Sometimes a separation is the best option for initiating divorce proceedings, particularly under circumstances where the stress in the family home is through the roof. Unlike most states, Texas does not recognize legal separation, which means most separated couples will initiate divorce proceedings. Nevertheless, couples do have options if they choose to live apart before divorce.
The couple can begin the divorce process with a contractual separation, which is a form of post-marital agreement. An alternative to temporary orders (which are issued by a judge after a special hearing), contractual separation enables the two sides to split apart with an understanding of how arrangements will be handled as the separation and/or divorce proceeds. This arrangement can also provide the couple with a break to seek counseling, gain perspective or even put the marriage back together.
Other important agreements
Regardless of the objectives in the separation, couples need to consider the following:
Custody and parenting plans: Couples can create a voluntary agreement or they can get a court order by filing a “Suit Affecting the Parent-Child Relationship” and getting an agreed order signed by both parties and the Court.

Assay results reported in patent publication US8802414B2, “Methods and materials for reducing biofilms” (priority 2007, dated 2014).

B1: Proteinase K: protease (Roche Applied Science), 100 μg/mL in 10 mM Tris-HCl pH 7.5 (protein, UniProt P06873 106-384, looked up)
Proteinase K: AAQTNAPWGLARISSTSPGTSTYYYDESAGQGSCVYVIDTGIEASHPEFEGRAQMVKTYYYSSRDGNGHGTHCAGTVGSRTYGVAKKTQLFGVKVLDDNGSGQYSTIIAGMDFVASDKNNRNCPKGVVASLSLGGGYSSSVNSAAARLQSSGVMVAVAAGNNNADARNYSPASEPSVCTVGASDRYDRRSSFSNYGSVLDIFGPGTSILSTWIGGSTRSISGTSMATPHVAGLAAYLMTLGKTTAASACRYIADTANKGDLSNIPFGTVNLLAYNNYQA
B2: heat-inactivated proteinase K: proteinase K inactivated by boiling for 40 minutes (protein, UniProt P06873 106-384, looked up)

Partition and exchange agreements: These can be short term or ongoing, but the assets that are martial property can be partitioned, ideally in a way that reflects how the assets would be divided in a divorce. Once these agreements are signed, divorce courts cannot change them. These are another form of post-marital agreement provided for in the Texas Family Code.
This process can be personalized
Divorce is a complicated process under the best of circumstances. Those couples who choose these unique kinds of arrangements here in Texas would be wise to seek out the advice of an experienced Board-Certified Family Law expert who works in Collin County, Dallas County or Denton, as well as elsewhere in the state, who can provide knowledgeable legal assistance to ensure that a client’s legal, marital and parental rights are protected to the full extent of the law.